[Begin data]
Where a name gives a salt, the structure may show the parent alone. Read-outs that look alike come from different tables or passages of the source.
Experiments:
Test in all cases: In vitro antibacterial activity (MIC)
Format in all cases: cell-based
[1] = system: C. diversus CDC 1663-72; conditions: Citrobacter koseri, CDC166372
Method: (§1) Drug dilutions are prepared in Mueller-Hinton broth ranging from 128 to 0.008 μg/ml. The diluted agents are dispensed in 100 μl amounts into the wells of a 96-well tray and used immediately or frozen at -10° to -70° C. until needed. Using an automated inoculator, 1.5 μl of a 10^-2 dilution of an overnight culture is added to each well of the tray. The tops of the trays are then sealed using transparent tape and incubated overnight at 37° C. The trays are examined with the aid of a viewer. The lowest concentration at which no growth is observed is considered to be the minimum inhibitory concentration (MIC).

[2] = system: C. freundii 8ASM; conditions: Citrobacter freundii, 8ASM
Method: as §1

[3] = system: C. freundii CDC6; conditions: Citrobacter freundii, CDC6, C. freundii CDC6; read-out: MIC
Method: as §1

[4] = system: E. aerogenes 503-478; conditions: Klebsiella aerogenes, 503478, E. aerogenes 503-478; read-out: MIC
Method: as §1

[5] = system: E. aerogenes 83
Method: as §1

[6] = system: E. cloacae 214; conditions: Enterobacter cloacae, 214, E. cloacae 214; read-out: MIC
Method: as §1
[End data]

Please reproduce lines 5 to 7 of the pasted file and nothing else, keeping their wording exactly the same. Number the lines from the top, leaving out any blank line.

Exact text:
[1] = system: C. diversus CDC 1663-72; conditions: Citrobacter koseri, CDC166372
Method: (§1) Drug dilutions are prepared in Mueller-Hinton broth ranging from 128 to 0.008 μg/ml. The diluted agents are dispensed in 100 μl amounts into the wells of a 96-well tray and used immediately or frozen at -10° to -70° C. until needed. Using an automated inoculator, 1.5 μl of a 10^-2 dilution of an overnight culture is added to each well of the tray. The tops of the trays are then sealed using transparent tape and incubated overnight at 37° C. The trays are examined with the aid of a viewer. The lowest concentration at which no growth is observed is considered to be the minimum inhibitory concentration (MIC).

[2] = system: C. freundii 8ASM; conditions: Citrobacter freundii, 8ASM